The lonely writer in a garret—has there ever been a truer cliché? The lonely writer in The Lives of Others, the Academy Award-winning film from director Florian Henchel von Donnersmarck, does indeed carry out the traditional authorial function of endlessly banging on a typewriter (no computer in Cold War East Berlin) in a garret, writing down his observations of people whose lives are hovering dangerously close to disaster.
In this way, he embodies Graham Greene’s observation about all writers, that they “have a sliver of ice in their hearts.” Writers observe and keep notes. I myself have surreptitiously taken out my notebook at a funeral and jotted down some particularly interesting details. In keeping up with my daily journals, I have often thought that life exists mainly to be written down. This writer, however, is a member of the Stasi, the East German Secret Police, keeping an observation log of the writer who lives in an apartment under the garret. One writer keeping track of another—does that sound familiar?
We first meet Captain Gerd Weissler (Ulrich Mühe) interrogating a prisoner, forcing him to repeat his defense over and over for hours until, groggy with lack of sleep, he changes his wording. The Captain explains later to students that it is in that departing from the script that truth lies, a path the Captain will soon find himself following.
Up in the garret over the apartment of playwright Georg Drayman (Sebastian Koch), Captain Weissler is being faithful to the truth as he perceives it, keeping a log of the writer’s life to see if he is keeping to the party line, until the fateful day the Captain steps out of his role as observer, and, taking ownership of the story, manipulates his wires and causes the doorbell to ring in time for Georg to see his lover, actress Christa-Maria Sieland (Martina Gedeck), getting out of a government car.
At this point, Captain Weissler crosses the line from being a diary keeper to being a true writer. He has chosen the life of an artist to that of a bureaucrat. He begins to fall in love with his characters, as writers do, live with them, obsess about them. From that, it is only a step to succumb to interacting in person, and he chats a bit with Christa-Maria in a grimy cafe. His reports continue to protect his characters from the danger of his higher-ups, inevitably starting to bring their suspicious glances on him.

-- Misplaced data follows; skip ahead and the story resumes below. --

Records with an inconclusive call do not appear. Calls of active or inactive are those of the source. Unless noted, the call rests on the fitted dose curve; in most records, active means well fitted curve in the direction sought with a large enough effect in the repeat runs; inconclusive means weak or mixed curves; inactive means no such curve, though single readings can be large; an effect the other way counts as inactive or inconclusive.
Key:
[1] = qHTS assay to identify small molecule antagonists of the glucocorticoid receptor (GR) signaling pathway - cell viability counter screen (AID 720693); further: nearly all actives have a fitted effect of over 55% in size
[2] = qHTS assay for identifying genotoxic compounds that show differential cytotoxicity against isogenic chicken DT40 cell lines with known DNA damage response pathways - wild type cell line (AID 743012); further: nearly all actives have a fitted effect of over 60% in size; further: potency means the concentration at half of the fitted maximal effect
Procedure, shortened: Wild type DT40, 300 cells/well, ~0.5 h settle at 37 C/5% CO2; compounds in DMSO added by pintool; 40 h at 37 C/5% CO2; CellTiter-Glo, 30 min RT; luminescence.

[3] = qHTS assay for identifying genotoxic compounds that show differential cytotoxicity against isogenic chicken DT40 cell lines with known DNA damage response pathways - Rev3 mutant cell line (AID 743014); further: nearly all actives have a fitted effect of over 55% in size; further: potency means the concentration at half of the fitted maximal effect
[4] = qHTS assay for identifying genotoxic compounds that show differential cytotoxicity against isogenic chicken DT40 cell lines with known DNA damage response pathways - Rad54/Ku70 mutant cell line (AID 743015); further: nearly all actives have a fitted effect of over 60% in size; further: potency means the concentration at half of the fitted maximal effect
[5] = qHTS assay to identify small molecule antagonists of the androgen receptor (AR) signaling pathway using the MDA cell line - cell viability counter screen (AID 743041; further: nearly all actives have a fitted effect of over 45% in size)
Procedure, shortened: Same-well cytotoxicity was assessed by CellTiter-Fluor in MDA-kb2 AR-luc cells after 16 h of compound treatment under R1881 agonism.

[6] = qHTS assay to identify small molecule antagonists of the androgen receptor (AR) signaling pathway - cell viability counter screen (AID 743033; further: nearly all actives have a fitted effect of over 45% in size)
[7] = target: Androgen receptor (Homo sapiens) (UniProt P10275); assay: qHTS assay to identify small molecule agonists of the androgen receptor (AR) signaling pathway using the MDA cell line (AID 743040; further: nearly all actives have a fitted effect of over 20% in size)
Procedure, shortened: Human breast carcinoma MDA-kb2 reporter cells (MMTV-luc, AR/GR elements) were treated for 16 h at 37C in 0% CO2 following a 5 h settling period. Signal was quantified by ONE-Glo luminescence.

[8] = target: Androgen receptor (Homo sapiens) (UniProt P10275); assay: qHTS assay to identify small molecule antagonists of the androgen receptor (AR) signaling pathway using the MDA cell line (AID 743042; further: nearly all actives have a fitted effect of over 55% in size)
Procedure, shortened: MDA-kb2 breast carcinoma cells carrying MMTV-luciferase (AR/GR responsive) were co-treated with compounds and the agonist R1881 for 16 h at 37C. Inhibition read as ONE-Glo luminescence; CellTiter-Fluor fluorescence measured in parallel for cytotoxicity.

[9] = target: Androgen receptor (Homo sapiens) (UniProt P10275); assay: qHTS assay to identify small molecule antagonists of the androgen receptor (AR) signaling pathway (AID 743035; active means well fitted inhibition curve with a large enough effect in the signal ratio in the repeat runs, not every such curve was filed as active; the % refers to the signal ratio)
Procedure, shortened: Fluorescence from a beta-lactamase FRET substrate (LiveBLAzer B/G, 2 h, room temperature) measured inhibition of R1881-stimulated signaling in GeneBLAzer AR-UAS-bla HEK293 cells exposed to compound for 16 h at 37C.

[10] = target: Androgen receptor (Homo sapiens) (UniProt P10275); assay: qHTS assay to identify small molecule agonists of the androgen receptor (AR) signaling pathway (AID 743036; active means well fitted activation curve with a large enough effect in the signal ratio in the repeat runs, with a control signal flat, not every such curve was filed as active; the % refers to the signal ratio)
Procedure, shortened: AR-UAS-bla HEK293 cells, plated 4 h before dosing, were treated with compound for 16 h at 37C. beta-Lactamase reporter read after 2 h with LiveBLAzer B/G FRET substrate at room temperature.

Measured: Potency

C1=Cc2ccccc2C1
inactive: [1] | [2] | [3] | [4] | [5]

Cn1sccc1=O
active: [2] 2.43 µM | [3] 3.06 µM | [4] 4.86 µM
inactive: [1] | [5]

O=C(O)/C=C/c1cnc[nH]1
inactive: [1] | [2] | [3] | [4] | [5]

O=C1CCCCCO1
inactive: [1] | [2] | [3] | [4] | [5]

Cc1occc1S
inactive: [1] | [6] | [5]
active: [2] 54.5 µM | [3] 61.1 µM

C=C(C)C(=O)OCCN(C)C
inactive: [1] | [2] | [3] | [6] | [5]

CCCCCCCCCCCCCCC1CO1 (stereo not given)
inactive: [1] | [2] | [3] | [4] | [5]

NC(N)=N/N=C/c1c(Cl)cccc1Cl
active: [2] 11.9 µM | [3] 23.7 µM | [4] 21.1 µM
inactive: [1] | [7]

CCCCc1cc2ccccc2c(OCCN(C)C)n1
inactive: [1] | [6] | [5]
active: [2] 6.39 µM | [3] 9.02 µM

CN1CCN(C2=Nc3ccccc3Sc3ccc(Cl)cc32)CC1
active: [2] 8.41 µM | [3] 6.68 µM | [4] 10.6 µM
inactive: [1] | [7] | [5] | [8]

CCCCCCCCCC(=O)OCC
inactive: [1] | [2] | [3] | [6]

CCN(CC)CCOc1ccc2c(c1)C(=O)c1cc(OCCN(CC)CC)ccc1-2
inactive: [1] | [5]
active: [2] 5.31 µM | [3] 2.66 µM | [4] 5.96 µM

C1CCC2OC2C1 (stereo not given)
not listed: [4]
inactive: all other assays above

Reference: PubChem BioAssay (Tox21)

Through the device of an article on the high rate of suicide in
Captain Weissler must interrogate her, no longer resisting this turn of events, and gets her to confess by assuming a powerful authorial approach. She is, after all, an actress (and a drug-addicted actress), whose being has been trained to accept direction. What can he do? All authors come to realize that at a certain point their lovingly crafted characters take on a life of their own. She reveals the hiding place in the writer’s apartment of the untraceable typewriter used to write the smuggled-out article. Of course the typewriter, and its blood-red ribbon, is missing, taken away by Captain Weissler, in a final act of artistic solidarity.
As Georg is being taken out to interrogation and prison, Christa-Maria is given some of the drugs she is addicted to and let to go free, unfortunately being struck by a vehicle in the street and killed, the prime witness gone, the case collapsed.
The ending? After the fall of the wall, in the secret archives now available to the public, Georg finds the story so carefully written by the Captain and re-writes the story in a book dedicated in gratitude to him. How did he know? I’ll leave that for you to find out by seeing the movie. It is full of rich detail. But have no doubt, this is a story of two writers, writing the same story, from different viewpoints.
A wonderful movie, possibly the best movie I have ever seen about the process of writing, the demands, the discipline, the betrayals. Oh, yeah, it’s a good spy story as well, but don’t make the mistake of thinking that is what this movie is really about. Yes, it details a world that attempted to crush the human spirit, and it's good that we have this insight into what it was like to live in that world but it’s more about the stories we write of each other’s lives, the loyalties and the betrayals and the struggle toward love and nobility, whether on paper or not, every day of this world that all of us live in.
As well as the Academy Award Best Foreign Language Film, this movie won seven Deutscher Filmpreis awards for best film, best director, best screenplay, best actor, and best supporting actor. It was also nominated for a Golden Globe. Rumor has it there’s going to be a